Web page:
Ok, the Fire Nation. Woah buddy take a seat. The Fire Nation are the equivalent of… dude so many examples come to mind. Like North Korea for instance. Or the USSR. Or, you know anyone else who secludes its people and/or tells them that their government/way of life is so great they should share it with others. That was, like, almost everybody at some point in time. *cough* Europe *cough* Anywhooooooo, the Fire Nation is the equivalent of a military state. And a distopia. Everything looks all great on the outside but on the inside your Firelord is abusive to his son and his daughter is a whackjob. Not to mention he banished his own wife, but I mean #firelordgoals. OH OH OH! IT’S LIKE THE TOWN IN FOOTLOOSE! You know, because of that one dance party all the little sparks have in the cave. (Get it? Sparks? Because they’re children firebenders.) With Aang and Katara’s fight-dancing. *whistles* Yeah. Footloose. Military state style. AKA Nazi Germany. School uniforms and even casual dress resemble military uniforms, and hair is pinned up with the Fire Nation emblem. Majority of people in the Fire Nation have orange/brown eyes.

Because the Fire Nation is a distopic…communist…monarchy, its citizens are subject to uniform behavior. They don’t dance, or play music outside of national anthems. History is manipulated to make the Fire Nation look good *coughs* and military officials patrol public spaces.

Lastly, it seems those in the royal family have Zs in their name! Ozai, Azula, Zuko, Sozin, and Azulon.

 

The Air Nomads:

The first airbenders learned their art from the flying bison.

Follow the teachings and practices of many buddhist monks. While their fighting style may be based off of Bagua Kung Fu, the concept of fighting for self-defence (in the form of bending) resembles the teachings of Shaolin monks. What is most interesting in terms of fighting styles between the Shaolin monks and the Air Nomads is that while philosophies are similar (if not the same) the Shaolin style of Kung Fu is reserved for the Fire Nation! Ironic, isn’t it? However, firebending comes from the breath (as Iroh says) and Shaolin Kung Fu focuses primarily on this, while the Bagua fighting style moves in circular motions and focuses on staying behind your opponent’s back. I’m sure you’re wondering why it is I’ve brought up fighting styles now. I bring it up simply to stress the similarities the Air Nomads share with Shaolin monks, until it comes to their fighting styles. The reason I haven’t talked about the elements varying types of Kung Fu is because this is something often talked about when it comes to different bending, so I wanted to focus on other differences the show’s creators have given us. The share similar dress as Shaolin monks, however, their colors differ from the monks and break the color similarities of the other nations. While waterbenders commonly wear blue, earthbenders, green; and firebenders red, airbenders share the same color scheme as buddhist monks, and shave their heads.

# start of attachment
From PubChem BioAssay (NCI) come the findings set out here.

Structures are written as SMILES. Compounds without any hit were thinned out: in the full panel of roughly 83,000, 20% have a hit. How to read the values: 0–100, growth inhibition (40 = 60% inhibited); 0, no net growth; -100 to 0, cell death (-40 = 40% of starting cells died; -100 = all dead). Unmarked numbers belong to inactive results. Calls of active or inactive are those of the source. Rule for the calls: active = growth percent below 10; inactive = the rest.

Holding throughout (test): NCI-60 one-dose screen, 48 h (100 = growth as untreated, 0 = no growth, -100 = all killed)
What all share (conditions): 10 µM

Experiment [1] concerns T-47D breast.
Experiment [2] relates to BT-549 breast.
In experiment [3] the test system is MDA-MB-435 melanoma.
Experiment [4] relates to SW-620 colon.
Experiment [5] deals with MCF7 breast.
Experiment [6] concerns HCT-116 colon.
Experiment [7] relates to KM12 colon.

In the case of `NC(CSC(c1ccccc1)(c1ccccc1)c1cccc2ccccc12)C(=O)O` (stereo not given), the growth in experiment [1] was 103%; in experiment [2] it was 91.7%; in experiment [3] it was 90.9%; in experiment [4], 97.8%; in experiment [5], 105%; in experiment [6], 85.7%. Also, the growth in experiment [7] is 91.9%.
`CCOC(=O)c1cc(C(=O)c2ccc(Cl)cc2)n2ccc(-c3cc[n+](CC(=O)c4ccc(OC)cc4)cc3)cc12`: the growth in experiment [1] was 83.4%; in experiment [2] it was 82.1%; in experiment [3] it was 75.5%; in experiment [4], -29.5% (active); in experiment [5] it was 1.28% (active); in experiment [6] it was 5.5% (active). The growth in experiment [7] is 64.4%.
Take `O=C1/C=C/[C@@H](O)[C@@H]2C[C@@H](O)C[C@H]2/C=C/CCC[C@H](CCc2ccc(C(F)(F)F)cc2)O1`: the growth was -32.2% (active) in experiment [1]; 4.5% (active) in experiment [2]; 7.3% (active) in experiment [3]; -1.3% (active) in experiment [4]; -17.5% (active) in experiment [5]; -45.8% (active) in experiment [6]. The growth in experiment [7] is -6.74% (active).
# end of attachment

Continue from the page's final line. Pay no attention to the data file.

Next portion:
It is known from Aang speaking out in the Fire Nation classroom that the monks didn’t have a military (as one would guess). Rather, they detached themselves from earthly possessions and sought spiritual enlightenment, this fact being shown in their varying, hard-to-reach temples. Similar to the Earth Kingdom’s peoples, Air Nomads didn’t share a specific letter in their names, however, we know from Aang and other Air Nomads that they did sport gray eyes. Or sometimes brown as the fandom has pointed out in Aang’s various episodes, haha.

There is so much more to say about this show and what it has taught and provided and made in terms of life lessons, differences in culture and belief, love, and war. There is so much! I couldn’t even begin to bring in Legend of Korra to all this.

Anyway, I hope you enjoyed dipping your toes into Avatar the Last Airbender. If you haven’t seen the show and managed to make it to the end of this post, I’m proud of you. It wasn’t until I finished writing it that I realized I didn’t do an overview. I trust your Googling abilities!

Thank you for reading,

-M

 

Want to know more about the messages in children’s stories? Click the Follow button on the upper-righthand side of the page to get notifications each time I post. That’s twice a month!